For many reasons the convenience of remote retrieval, the storage of television and video programming now occurs on the cloud. At the end of the first decade of the 2000s, digital television transmissions increased in popularity. Another development was the move from standard-definition television to high-definition television, which provides a resolution, higher. HDTV may be transmitted in various formats: 1080p, 720p. Since 2010, with the invention of smart television, Internet television has increased the availability of television programs and movies via the Internet through streaming video services such as Netflix, Amazon Video, iPlayer and Hulu. In 2013, 79 % of the world's households owned; the replacement of early bulky, high-voltage cathode ray tube screen displays with compact, energy-efficient, flat-panel alternative technologies such as LCDs, OLED displays, plasma displays was a hardware revolution that began with computer monitors in the late 1990s. Most TV sets sold in the 2000s were flat-panel LEDs.
Major manufacturers announced the discontinuation of CRT, DLP, fluorescent-backlit LCDs by the mid-2010s. In the near future, LEDs are expected to be replaced by OLEDs. Major manufacturers have announced that they will produce smart TVs in the mid-2010s. Smart TVs with integrated Internet and Web 2.0 functions became the dominant form of television by the late 2010s. Television signals were distributed only as terrestrial television using high-powered radio-frequency transmitters to broadcast the signal to individual television receivers. Alternatively television signals are distributed by coaxial cable or optical fiber, satellite systems and, since the 2000s via the Internet; until the early 2000s, these were transmitted as analog signals, but a transition to digital television is expected to be completed worldwide by the late 2010s. A standard television set is composed of multiple internal electronic circuits, including a tuner for receiving and decoding broadcast signals. A visual display device which lacks a tuner is called a video monitor rather than a television.
The word television comes from Ancient Greek τῆλε, meaning'far', Latin visio, meaning'sight'. The first documented usage of the term dates back to 1900, when the Russian scientist Constantin Perskyi used it in a paper that he presented in French at the 1st International Congress of Electricity, which ran from 18 to 25 August 1900 during the International World Fair in Paris; the Anglicised version of the term is first attested in 1907, when it was still "...a theoretical system to transmit moving images over telegraph or telephone wires". It was "...formed in English or borrowed from French télévision." In the 19th century and early 20th century, other "...proposals for the name of a then-hypothetical technology for sending pictures over distance were telephote and televista." The abbreviation "TV" is from 1948. The use of the term to mean "a television set" dates from 1941; the use of the term to mean "television as a medium" dates from 1927. The slang term "telly" is more common in the UK; the slang term "the tube" or the "boob tube" derives from the bulky cathode ray tube used on most TVs until the advent of flat-screen TVs.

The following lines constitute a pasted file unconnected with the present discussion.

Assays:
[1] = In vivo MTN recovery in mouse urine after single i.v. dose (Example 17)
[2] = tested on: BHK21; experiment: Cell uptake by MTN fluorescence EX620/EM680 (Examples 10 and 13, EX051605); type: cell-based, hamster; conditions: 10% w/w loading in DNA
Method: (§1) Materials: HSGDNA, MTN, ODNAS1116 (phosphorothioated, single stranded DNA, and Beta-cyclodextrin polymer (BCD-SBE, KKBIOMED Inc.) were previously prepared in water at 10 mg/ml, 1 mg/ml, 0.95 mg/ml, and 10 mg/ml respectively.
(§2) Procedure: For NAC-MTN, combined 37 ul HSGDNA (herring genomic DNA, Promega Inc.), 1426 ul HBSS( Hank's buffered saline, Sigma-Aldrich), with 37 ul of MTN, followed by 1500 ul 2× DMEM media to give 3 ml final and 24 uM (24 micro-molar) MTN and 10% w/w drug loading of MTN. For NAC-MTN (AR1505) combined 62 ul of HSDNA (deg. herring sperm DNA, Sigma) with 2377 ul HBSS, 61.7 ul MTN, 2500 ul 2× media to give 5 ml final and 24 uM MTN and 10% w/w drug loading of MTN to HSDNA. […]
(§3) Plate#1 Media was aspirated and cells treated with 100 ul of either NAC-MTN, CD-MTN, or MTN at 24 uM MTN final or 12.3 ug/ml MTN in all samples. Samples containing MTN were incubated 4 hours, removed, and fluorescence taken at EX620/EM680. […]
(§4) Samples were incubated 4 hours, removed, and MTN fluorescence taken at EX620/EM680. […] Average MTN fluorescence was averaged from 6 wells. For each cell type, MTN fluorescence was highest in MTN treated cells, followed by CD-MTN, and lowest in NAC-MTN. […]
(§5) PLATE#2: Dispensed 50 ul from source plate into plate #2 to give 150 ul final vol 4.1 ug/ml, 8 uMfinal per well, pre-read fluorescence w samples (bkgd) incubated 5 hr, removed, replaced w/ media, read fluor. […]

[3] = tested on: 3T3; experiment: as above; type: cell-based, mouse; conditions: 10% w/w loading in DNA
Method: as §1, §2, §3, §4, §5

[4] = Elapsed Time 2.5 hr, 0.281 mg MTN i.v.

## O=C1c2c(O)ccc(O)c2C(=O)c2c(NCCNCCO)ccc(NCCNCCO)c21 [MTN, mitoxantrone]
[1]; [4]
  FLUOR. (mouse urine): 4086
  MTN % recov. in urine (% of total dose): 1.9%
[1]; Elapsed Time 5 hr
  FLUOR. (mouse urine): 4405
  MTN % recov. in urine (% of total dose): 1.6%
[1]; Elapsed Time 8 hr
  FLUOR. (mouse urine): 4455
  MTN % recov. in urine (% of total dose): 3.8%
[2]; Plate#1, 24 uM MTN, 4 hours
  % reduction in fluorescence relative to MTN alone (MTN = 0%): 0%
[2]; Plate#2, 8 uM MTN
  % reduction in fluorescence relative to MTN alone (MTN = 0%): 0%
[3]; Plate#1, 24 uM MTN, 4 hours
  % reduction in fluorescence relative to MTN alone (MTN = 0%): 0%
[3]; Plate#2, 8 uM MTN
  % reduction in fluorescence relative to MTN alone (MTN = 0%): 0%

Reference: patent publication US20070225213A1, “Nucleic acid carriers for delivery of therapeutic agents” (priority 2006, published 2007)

Another slang term for the TV is "idiot box". In the 1940s and throughout the 1950s, during the early rapid growth of television programming and television-set ownership in the United States, another slang term became used in that period and continues to be used today to distinguish productions created for broadcast on television from films developed for presentation in movie theaters; the "small screen", as both a compound adjective and noun, became specific references to television, while the "big screen" was used to identify productions made for theatrical release. Facsimile transmission systems for still photographs pioneered methods of mechanical scanning of images in the early 19th century. Alexander Bain introduced the facsimile machine between 1843 and 1846. Frederick Bakewell demonstrated a working laboratory version in 1851. Willoughby Smith discovered the photoconductivity of the element selenium in 1873; as a 23-year-old German university student, Paul Julius Gottlieb Nipkow proposed and patented the Nipkow disk in 1884.
This was a spinning disk with a spiral pattern of holes in it, so each hole scanned a line of the image. Although he never built a working model
Royal National Theatre
The Royal National Theatre in London known as the National Theatre, is one of the United Kingdom's three most prominent publicly funded performing arts venues, alongside the Royal Shakespeare Company and the Royal Opera House. Internationally, it is known as the National Theatre of Great Britain. From its foundation in 1963 until 1976, the company was based at The Old Vic theatre in Waterloo; the current building is located next to the Thames in the South Bank area of central London. In addition to performances at the National Theatre building, the National Theatre tours productions at theatres across the United Kingdom. Permission to add the "Royal" prefix to the name of the theatre was given in 1988, but the full title is used; the theatre presents a varied programme, including Shakespeare, other international classic drama, new plays by contemporary playwrights. Each auditorium in the theatre can run up to three shows in repertoire, thus further widening the number of plays which can be put on during any one season.